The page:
Satellite of a Superpower


Australia is a bloody good holiday destination, to quote from a recent advertisement.  The natives are notably friendly and eager to help. The eastern coastline is almost one long unsurpassable beach of fine golden sand, lapped by the surf of the mighty Pacific.  Inland, the unspoilt vistas of the Blue Mountains are simply awesome. Further inland still, the wide brown plains of ‘the sunburnt country’, a limitless parched landscape that many Australians prefer to more lush pastures, roll out towards the distant horizon. Other varied features such as Kakadu, the tropical north, the barrier reef, the red heart of Uluru, must remain unmentioned, or we shall be here all day. Suffice to say that Australia is a land of prodigious natural gifts.


If you like eating and drinking, Australia comes as close as may be to paradise.  And the quality of the light would lure a modern Van Gogh away from Arles.


But to be more honest than is usual amongst travel agents, there are also problems that KPN readers in particular will find irritating.  These are easily avoidable – it is merely necessary to keep the television set switched off, and to keep away from newsagents in case a headline might inadvertently be seen. For today Australia has become a satellite[1] of the United States.


It must be said that the reason for this dependence is understandable.  Spare, vast Australia lies immediately beneath crowded Indonesia, which has over ten times the population.  Further north still are the teeming millions of the lands designated in Britain as the Far East. During the last world war, with the flower of Australia’s armed forces sent overseas to fight a European war, there was little to prevent a Japanese invasion.  This invasion was prevented by US forces, which sank most of an invasion fleet at the battle of the Coral Sea on 7th – 8th May 1942.  Australians remember the peril they were in at that time, and how the US came to their rescue.


It is not surprising, therefore, that politicians of all colours wish to avoid the charge of anti-Americanism.  Permission to locate the radar stations to assist the US Star Wars project was granted without debate. On our last visit a half-billion dollar order was placed (not by us!) for US M1A1 Abrams tanks.  These tanks are so massive that it was found that the existing landing craft would have sunk under their weight – the purchase was more symbolic than useful – a gesture of dependence.  On this visit the situation had worsened.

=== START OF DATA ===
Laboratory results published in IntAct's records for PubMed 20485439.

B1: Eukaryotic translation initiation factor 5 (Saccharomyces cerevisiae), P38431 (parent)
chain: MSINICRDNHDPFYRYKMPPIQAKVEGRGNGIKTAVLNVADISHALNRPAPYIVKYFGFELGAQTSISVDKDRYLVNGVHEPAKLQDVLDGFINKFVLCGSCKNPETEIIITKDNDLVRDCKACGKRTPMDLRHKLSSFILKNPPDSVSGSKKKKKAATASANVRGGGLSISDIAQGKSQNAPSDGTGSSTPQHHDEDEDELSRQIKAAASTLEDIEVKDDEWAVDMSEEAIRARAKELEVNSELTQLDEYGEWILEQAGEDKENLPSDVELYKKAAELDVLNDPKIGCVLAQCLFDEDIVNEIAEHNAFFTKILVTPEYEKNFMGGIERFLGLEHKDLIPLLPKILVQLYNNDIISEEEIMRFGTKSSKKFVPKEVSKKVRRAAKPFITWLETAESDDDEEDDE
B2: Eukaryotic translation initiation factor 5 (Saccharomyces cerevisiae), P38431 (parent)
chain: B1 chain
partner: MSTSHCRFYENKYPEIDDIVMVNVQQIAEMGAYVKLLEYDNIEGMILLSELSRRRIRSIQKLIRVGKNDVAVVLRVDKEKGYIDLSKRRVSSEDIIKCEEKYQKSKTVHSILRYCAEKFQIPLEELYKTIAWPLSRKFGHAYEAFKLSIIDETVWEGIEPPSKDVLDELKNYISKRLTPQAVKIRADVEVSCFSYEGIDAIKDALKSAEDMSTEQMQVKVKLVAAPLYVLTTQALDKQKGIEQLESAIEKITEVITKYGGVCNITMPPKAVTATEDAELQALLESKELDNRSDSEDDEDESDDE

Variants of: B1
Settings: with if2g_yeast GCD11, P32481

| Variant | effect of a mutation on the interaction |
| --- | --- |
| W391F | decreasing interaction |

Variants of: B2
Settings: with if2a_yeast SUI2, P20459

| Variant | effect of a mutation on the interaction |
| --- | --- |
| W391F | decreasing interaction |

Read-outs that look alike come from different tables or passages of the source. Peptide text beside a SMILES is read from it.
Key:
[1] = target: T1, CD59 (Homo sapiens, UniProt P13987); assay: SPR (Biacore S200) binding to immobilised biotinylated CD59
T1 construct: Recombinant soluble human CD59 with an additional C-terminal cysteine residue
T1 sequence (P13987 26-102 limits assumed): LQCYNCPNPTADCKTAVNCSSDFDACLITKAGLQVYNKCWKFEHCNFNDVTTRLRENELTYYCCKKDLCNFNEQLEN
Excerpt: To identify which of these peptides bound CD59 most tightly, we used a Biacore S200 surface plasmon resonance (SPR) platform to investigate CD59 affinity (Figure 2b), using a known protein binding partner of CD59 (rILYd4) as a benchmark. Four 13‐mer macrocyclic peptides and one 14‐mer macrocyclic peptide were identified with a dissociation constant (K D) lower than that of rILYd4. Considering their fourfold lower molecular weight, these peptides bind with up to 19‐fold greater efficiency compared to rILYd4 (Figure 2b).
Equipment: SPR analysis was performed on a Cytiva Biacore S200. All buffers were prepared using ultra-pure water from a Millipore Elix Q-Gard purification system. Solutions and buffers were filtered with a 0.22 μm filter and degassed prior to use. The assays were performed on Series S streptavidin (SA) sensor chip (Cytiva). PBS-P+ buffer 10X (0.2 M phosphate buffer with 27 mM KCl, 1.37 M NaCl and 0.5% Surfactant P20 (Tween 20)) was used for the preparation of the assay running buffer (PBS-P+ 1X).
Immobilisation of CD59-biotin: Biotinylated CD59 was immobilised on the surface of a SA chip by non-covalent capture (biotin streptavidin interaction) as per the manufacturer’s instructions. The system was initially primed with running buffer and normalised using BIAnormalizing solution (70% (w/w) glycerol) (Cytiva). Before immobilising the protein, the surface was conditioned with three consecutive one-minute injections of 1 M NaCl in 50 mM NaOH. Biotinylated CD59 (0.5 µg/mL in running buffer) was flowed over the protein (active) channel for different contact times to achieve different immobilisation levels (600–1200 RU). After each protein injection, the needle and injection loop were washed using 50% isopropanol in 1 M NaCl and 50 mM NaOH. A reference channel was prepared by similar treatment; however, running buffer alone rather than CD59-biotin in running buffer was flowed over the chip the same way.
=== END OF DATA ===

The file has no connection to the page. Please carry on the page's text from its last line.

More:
Take the case of the four Boeing C-17 Globemasters, huge aircraft capable of carrying four times the payload of a Hercules.  Their purchase was simply announced as ‘Defence has been given the green light to spend two billion dollars buying the four aircraft’.  No debate.  The justification is illuminating.  The aircraft will ‘carry tanks and helicopters to military hotspots and international disasters’.


Take the case of the F-35 Joint Strike Fighter (JSF).  In 2002 Australia agreed to pay $300 million towards development costs.  Now it is proposed the buy 100 JSFs, at a cost of $16 billion, easily the largest military purchase in Australian history.  This works out at $800 dollars for every Australian pensioner, adult, child and baby.  The JSFs will replace the ‘ageing’ F-111s.  What will they do?  The JSF is equipped with stealth technology.  It is ideally suited to conduct joint military operations with the US.  It will do nothing to combat terrorism, everything to increase the risk of terrorism by involving Australia in military operations in other countries.


None of this ultra-sophisticated extremely expensive weaponry is appropriate for genuine defence of Australia – it is designed for extra-territorial use, in pre-emptive style wars.


Australian dependence on the United States has a sinister side today, when the current US administration has turned that great democracy into a rogue state. Australia’s armed forces are perfectly coordinated with the US, and the Australian government can be counted on to jump whenever instructed to do so, and to use its military as part of a ‘coalition of the willing’ in any future US adventure. 


Australia can be described as a democracy only as far as internal matters are concerned.  Its foreign policy is monitored and controlled by the United States.  If the US does invade Iran, Australian forces are sure to be deployed, helping to give a spurious respectability to another war.  Britain seems not to be so slavishly dependent on US direction, and it does seem unlikely that we will go along with an Iran invasion plan, especially if there is a change in leadership here.  Only Australia, and perhaps a few other dependent states, may be counted on to support another illegal, pre-emptive war. 


[1] A satellite is a body apparently freewheeling in space, but which in reality has been captured by a larger body, about which it orbits on an invisible string.  Its path is determined by the large body that has captured it, and is entirely predictable.